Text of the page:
The certification movement in the U.S. has been confined to judiciary interpreting, at least for spoken-language interpreters; in Australia and Canada, in contrast, a multi-tiered program of accreditation has been established. Professional interpreters in Australia, for example, are rated at four different levels: 1) Paraprofessional Interpreter, 2) Interpreter, 3) Conference Interpreter, and 4) Conference Interpreter (Senior). It is recommended, though not required by law, that court proceedings be interpreted by interpreters at the third level or above; those who qualify as Interpreters are tested only in consecutive interpretation (NAATI, 1999). Another singular characteristic of the United States is that the regulation of court interpreting was initiated by the legislature at the federal and state levels, albeit with input from professional interpreters. In most other countries, the impetus has come from professional associations, and the exams are administered either by the associations themselves (as is the case in Canada and the U.K.) or by an independent body that works closely with the professional association (as in Australia).
An additional sign of the growing professionalization of judiciary interpreting is the emergence of professional associations. In the United States, the first such organization to be established was the California Court Interpreters Association, founded by a group of interpreters in Los Angeles in 1971 (CCIA, 1999). (Sign-language interpreters founded the RID in 1964, but the CCIA was the first professional association of court interpreters.) The CCIA played a key role in pushing through the legislation that led to the first certification exam in California in 1979. Independently, the Court Interpreters and Translators Association (CITA), was founded in New York in 1978. In 1988 the organization changed its name to the National Association of Judiciary Interpreters and Translators (NAJIT, 1999). Meanwhile, the American Translators Association (ATA), founded in the 1950s, began attracting more interpreter members, and many of its regional chapters and affiliated organizations had large contingents of court interpreters among their membership. In 1998, the ATA started an Interpreter's Division to meet the needs of members who provide both interpreting and translating services (ATA, 1999). Many states now have professional associations that are made up partly or entirely of court interpreters (e.g., the Arizona Interpreters Association, AIA, and the Court Interpreters Association of Oregon, CIAO).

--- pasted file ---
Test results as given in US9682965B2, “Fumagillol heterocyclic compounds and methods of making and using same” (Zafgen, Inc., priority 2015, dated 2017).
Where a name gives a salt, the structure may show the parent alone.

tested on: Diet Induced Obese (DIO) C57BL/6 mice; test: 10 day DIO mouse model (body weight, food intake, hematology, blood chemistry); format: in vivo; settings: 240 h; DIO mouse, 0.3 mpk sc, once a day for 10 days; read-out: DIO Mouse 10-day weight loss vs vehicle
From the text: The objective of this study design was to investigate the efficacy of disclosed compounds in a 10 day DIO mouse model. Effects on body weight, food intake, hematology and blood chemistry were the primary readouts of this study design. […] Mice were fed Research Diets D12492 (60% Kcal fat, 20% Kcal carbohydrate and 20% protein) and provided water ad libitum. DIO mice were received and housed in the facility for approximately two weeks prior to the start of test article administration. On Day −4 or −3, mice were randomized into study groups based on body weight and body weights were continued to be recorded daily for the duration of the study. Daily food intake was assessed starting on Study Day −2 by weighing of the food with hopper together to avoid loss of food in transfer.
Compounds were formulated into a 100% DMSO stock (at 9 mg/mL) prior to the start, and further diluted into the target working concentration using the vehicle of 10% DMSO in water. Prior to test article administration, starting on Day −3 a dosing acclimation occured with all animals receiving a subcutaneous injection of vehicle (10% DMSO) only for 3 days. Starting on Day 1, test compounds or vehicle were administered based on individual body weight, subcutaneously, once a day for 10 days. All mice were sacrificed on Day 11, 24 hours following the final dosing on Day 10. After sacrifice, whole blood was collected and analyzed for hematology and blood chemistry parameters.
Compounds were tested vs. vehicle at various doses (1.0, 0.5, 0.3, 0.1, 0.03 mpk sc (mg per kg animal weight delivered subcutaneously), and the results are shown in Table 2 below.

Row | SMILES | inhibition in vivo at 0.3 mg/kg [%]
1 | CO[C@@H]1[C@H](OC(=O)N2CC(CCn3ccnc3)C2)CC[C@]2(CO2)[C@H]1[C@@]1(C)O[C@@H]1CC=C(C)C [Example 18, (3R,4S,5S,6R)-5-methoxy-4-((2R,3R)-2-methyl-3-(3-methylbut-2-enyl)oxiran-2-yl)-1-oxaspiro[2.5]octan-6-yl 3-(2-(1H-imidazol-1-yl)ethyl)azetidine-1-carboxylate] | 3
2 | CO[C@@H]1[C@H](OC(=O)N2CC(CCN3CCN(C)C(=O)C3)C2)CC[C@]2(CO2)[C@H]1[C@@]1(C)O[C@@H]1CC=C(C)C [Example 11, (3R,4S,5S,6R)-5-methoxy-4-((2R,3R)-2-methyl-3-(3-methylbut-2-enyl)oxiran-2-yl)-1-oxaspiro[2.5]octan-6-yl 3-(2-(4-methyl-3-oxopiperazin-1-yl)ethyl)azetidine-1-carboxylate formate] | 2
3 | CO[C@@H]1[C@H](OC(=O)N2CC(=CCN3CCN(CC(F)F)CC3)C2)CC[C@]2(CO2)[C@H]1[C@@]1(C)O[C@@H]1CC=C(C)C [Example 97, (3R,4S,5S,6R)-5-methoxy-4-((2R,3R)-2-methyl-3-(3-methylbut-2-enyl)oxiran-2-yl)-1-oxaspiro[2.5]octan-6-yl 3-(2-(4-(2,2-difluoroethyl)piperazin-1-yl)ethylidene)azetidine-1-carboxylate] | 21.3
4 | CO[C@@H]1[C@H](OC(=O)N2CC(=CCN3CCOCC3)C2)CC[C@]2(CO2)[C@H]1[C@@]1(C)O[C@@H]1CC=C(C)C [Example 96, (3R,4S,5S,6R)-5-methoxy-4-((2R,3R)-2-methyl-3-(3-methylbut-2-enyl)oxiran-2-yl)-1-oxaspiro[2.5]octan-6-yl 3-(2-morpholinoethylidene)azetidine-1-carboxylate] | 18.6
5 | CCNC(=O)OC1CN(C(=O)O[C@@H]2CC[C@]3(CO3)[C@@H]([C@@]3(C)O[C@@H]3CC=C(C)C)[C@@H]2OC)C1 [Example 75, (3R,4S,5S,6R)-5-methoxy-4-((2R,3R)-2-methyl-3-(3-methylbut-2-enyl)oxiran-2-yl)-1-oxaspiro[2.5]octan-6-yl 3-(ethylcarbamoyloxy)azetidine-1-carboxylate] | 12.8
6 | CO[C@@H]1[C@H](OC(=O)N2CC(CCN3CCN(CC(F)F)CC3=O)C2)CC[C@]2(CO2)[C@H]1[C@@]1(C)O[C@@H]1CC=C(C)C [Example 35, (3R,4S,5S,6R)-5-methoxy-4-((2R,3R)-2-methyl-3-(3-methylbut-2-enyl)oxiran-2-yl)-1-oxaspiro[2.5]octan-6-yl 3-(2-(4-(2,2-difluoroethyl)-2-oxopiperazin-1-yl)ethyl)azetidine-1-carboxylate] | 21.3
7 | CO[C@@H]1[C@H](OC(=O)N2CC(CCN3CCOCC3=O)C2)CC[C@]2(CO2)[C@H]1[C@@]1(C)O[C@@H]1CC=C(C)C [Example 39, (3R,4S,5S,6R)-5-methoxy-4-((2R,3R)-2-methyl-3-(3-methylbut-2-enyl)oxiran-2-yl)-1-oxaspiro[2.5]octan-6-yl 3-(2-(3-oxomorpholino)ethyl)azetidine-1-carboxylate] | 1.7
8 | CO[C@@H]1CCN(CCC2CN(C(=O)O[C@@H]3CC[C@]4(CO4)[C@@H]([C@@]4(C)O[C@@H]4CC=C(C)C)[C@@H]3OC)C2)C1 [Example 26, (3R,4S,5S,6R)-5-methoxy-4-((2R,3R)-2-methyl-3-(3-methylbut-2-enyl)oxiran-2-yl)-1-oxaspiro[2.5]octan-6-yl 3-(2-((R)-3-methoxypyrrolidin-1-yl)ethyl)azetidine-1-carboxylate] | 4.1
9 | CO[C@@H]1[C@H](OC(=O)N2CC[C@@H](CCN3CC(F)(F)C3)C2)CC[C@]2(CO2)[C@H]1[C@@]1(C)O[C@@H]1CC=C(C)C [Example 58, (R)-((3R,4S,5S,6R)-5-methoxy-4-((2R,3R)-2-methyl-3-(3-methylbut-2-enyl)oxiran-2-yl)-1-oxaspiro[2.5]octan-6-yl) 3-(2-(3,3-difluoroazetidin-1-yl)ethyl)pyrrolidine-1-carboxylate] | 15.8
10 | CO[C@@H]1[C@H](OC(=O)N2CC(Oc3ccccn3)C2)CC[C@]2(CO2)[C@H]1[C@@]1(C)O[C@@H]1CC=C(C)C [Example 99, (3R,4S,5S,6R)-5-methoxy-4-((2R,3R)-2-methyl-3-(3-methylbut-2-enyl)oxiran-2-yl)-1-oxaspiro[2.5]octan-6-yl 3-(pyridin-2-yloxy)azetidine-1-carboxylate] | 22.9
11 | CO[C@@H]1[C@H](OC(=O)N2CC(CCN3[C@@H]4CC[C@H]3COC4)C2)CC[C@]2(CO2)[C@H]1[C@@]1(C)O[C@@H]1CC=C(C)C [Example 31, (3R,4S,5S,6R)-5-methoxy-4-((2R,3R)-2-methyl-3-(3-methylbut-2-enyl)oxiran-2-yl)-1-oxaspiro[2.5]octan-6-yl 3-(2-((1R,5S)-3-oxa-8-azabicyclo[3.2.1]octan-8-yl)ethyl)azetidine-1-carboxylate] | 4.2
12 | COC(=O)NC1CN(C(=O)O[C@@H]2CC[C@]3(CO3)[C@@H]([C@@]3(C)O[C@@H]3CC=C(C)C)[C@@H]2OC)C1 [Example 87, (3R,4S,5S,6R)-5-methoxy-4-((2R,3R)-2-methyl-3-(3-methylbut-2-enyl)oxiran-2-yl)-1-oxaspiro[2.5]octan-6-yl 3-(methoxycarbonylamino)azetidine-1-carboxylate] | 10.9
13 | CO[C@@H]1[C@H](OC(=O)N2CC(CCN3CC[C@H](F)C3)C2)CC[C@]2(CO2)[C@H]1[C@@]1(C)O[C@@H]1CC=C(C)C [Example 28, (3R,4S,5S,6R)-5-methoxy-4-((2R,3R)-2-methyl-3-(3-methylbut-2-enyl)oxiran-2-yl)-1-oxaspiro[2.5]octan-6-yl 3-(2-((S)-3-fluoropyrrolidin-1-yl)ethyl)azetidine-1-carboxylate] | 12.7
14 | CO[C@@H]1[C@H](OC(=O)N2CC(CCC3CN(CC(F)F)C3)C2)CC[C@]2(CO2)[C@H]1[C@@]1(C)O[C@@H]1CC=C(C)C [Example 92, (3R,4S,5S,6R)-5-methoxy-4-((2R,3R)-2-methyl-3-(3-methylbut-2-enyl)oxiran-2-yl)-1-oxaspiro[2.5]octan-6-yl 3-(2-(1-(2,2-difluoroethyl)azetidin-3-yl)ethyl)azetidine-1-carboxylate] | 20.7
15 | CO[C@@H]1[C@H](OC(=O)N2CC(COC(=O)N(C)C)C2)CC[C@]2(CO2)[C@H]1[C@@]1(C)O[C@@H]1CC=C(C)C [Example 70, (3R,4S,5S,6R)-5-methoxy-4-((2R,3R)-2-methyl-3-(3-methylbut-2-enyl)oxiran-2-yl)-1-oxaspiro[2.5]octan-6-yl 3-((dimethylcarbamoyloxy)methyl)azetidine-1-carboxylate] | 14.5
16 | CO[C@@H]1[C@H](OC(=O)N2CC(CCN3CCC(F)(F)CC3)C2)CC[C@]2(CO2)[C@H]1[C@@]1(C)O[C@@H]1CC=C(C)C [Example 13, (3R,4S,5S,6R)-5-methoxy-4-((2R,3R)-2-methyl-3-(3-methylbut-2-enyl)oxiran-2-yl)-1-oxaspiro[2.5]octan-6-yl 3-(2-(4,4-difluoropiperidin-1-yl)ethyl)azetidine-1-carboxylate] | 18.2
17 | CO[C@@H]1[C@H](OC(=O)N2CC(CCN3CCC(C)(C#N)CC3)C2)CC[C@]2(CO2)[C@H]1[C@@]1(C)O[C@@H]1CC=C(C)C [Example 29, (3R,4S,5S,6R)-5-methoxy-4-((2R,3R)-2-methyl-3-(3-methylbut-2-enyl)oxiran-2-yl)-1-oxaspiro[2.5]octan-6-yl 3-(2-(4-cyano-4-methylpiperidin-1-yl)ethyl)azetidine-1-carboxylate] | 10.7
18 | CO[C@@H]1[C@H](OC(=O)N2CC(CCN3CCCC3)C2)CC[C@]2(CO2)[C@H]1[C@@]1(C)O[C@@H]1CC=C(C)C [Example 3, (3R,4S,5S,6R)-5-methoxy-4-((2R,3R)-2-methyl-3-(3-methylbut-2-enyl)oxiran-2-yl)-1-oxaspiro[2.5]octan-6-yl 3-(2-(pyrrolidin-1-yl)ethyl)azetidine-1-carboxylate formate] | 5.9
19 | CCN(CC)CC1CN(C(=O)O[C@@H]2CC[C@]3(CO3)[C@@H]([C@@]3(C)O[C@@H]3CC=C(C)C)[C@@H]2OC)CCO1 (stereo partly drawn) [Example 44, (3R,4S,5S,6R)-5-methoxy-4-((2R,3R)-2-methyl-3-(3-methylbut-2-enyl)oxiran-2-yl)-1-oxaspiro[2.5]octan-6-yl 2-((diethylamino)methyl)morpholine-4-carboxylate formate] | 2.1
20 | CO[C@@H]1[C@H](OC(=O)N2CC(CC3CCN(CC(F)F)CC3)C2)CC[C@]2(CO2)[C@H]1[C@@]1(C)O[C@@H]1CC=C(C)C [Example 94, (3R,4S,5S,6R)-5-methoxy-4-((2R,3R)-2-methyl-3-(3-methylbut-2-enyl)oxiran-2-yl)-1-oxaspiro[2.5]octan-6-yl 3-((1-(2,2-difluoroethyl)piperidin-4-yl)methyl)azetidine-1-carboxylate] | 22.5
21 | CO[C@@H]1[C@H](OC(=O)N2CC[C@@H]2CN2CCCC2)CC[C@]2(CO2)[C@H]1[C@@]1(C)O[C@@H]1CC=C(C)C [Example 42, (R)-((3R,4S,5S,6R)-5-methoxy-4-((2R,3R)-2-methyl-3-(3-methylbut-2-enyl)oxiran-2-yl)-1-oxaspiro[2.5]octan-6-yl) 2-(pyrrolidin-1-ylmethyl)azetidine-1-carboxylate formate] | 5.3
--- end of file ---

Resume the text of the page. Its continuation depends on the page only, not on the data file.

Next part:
As noted above, most countries do not have legislation requiring that interpreters who perform services in the courts pass an examination; rather, certification programs tend to be voluntary schemes established and administered by professional associations. In Canada, for example, a certification exam for court interpreters was first developed by the Society of Translators and Interpreters of British Colombia (STIBC) in the early 1980s, and eventually the test was adopted for the entire country. It is now overseen by the Canadian Translators and Interpreters Council (CTIC, 1999). In the United Kingdom, a similar situation prevails: The Institute of Translators and Interpreters (ITI), which represents court, business, and conference interpreters, administers proficiency exams in various fields of specialization. Despite the lack of legislation requiring the use of ITI-tested interpreters, the organization is striving to ensure that courts throughout the United Kingdom implement such regulations (Tybulewicz, 1997).